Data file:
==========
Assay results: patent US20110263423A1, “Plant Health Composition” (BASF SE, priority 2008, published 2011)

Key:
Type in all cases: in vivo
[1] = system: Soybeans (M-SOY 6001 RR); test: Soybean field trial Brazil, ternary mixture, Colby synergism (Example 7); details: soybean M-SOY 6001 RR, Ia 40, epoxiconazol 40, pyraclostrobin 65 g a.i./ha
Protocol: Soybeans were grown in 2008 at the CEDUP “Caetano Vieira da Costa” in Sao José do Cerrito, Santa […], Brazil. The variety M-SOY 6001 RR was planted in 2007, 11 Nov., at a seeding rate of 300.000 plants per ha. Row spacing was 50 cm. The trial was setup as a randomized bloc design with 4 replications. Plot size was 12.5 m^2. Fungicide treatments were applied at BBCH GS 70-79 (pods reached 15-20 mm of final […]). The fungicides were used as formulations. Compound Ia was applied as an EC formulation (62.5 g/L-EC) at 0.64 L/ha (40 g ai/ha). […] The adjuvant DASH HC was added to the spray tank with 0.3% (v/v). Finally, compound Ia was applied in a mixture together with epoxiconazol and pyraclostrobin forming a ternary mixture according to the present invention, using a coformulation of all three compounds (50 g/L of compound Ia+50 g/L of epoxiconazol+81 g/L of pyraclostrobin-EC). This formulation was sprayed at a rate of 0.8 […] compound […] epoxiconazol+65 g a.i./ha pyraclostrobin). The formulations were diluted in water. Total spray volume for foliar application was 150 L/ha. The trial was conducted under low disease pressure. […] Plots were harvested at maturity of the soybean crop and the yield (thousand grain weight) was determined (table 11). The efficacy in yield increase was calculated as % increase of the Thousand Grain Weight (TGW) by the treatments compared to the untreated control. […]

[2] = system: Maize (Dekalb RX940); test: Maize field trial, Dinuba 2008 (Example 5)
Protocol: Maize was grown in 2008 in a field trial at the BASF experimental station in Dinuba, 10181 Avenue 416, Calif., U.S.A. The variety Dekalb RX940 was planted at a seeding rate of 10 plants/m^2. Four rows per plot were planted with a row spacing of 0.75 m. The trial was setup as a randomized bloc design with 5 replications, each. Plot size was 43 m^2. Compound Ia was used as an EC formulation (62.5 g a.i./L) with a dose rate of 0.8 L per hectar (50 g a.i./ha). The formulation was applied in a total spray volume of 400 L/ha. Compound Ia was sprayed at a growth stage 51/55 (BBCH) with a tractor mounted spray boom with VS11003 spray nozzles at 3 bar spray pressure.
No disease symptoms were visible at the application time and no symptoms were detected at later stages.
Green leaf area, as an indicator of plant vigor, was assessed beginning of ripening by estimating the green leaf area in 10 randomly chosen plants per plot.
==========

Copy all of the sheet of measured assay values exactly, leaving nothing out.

Assay results: patent US20110263423A1, “Plant Health Composition” (BASF SE, priority 2008, published 2011)

Key:
Type in all cases: in vivo
[1] = system: Soybeans (M-SOY 6001 RR); test: Soybean field trial Brazil, ternary mixture, Colby synergism (Example 7); details: soybean M-SOY 6001 RR, Ia 40, epoxiconazol 40, pyraclostrobin 65 g a.i./ha
Protocol: Soybeans were grown in 2008 at the CEDUP “Caetano Vieira da Costa” in Sao José do Cerrito, Santa […], Brazil. The variety M-SOY 6001 RR was planted in 2007, 11 Nov., at a seeding rate of 300.000 plants per ha. Row spacing was 50 cm. The trial was setup as a randomized bloc design with 4 replications. Plot size was 12.5 m^2. Fungicide treatments were applied at BBCH GS 70-79 (pods reached 15-20 mm of final […]). The fungicides were used as formulations. Compound Ia was applied as an EC formulation (62.5 g/L-EC) at 0.64 L/ha (40 g ai/ha). […] The adjuvant DASH HC was added to the spray tank with 0.3% (v/v). Finally, compound Ia was applied in a mixture together with epoxiconazol and pyraclostrobin forming a ternary mixture according to the present invention, using a coformulation of all three compounds (50 g/L of compound Ia+50 g/L of epoxiconazol+81 g/L of pyraclostrobin-EC). This formulation was sprayed at a rate of 0.8 […] compound […] epoxiconazol+65 g a.i./ha pyraclostrobin). The formulations were diluted in water. Total spray volume for foliar application was 150 L/ha. The trial was conducted under low disease pressure. […] Plots were harvested at maturity of the soybean crop and the yield (thousand grain weight) was determined (table 11). The efficacy in yield increase was calculated as % increase of the Thousand Grain Weight (TGW) by the treatments compared to the untreated control. […]

[2] = system: Maize (Dekalb RX940); test: Maize field trial, Dinuba 2008 (Example 5)
Protocol: Maize was grown in 2008 in a field trial at the BASF experimental station in Dinuba, 10181 Avenue 416, Calif., U.S.A. The variety Dekalb RX940 was planted at a seeding rate of 10 plants/m^2. Four rows per plot were planted with a row spacing of 0.75 m. The trial was setup as a randomized bloc design with 5 replications, each. Plot size was 43 m^2. Compound Ia was used as an EC formulation (62.5 g a.i./L) with a dose rate of 0.8 L per hectar (50 g a.i./ha). The formulation was applied in a total spray volume of 400 L/ha. Compound Ia was sprayed at a growth stage 51/55 (BBCH) with a tractor mounted spray boom with VS11003 spray nozzles at 3 bar spray pressure.
No disease symptoms were visible at the application time and no symptoms were detected at later stages.
Green leaf area, as an indicator of plant vigor, was assessed beginning of ripening by estimating the green leaf area in 10 randomly chosen plants per plot.